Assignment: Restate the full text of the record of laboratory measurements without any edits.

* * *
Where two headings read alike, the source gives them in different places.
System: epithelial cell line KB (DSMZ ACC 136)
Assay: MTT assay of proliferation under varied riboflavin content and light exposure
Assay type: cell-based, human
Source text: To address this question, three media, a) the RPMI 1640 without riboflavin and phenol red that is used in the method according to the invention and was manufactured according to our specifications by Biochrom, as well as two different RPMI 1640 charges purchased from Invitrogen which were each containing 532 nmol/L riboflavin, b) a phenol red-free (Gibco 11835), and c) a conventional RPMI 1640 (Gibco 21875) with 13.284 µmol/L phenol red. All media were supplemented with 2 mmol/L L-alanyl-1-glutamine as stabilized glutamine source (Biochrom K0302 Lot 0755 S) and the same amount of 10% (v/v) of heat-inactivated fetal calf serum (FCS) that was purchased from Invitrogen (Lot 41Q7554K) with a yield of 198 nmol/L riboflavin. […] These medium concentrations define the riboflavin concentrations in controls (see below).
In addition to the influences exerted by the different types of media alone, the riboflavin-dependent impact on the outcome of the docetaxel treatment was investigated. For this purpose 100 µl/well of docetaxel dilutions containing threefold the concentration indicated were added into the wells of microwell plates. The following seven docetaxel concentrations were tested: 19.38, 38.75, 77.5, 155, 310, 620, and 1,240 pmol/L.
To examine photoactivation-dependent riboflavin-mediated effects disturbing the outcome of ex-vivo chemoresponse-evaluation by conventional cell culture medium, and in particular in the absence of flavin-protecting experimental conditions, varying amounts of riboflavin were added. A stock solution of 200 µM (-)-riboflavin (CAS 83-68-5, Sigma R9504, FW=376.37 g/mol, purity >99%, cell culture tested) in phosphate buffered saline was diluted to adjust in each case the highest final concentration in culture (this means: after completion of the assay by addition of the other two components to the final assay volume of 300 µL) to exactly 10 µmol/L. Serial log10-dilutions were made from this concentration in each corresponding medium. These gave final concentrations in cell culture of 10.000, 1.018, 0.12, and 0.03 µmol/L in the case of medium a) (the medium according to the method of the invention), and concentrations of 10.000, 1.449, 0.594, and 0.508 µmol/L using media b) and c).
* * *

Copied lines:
Where two headings read alike, the source gives them in different places.
System: epithelial cell line KB (DSMZ ACC 136)
Assay: MTT assay of proliferation under varied riboflavin content and light exposure
Assay type: cell-based, human
Source text: To address this question, three media, a) the RPMI 1640 without riboflavin and phenol red that is used in the method according to the invention and was manufactured according to our specifications by Biochrom, as well as two different RPMI 1640 charges purchased from Invitrogen which were each containing 532 nmol/L riboflavin, b) a phenol red-free (Gibco 11835), and c) a conventional RPMI 1640 (Gibco 21875) with 13.284 µmol/L phenol red. All media were supplemented with 2 mmol/L L-alanyl-1-glutamine as stabilized glutamine source (Biochrom K0302 Lot 0755 S) and the same amount of 10% (v/v) of heat-inactivated fetal calf serum (FCS) that was purchased from Invitrogen (Lot 41Q7554K) with a yield of 198 nmol/L riboflavin. […] These medium concentrations define the riboflavin concentrations in controls (see below).
In addition to the influences exerted by the different types of media alone, the riboflavin-dependent impact on the outcome of the docetaxel treatment was investigated. For this purpose 100 µl/well of docetaxel dilutions containing threefold the concentration indicated were added into the wells of microwell plates. The following seven docetaxel concentrations were tested: 19.38, 38.75, 77.5, 155, 310, 620, and 1,240 pmol/L.
To examine photoactivation-dependent riboflavin-mediated effects disturbing the outcome of ex-vivo chemoresponse-evaluation by conventional cell culture medium, and in particular in the absence of flavin-protecting experimental conditions, varying amounts of riboflavin were added. A stock solution of 200 µM (-)-riboflavin (CAS 83-68-5, Sigma R9504, FW=376.37 g/mol, purity >99%, cell culture tested) in phosphate buffered saline was diluted to adjust in each case the highest final concentration in culture (this means: after completion of the assay by addition of the other two components to the final assay volume of 300 µL) to exactly 10 µmol/L. Serial log10-dilutions were made from this concentration in each corresponding medium. These gave final concentrations in cell culture of 10.000, 1.018, 0.12, and 0.03 µmol/L in the case of medium a) (the medium according to the method of the invention), and concentrations of 10.000, 1.449, 0.594, and 0.508 µmol/L using media b) and c).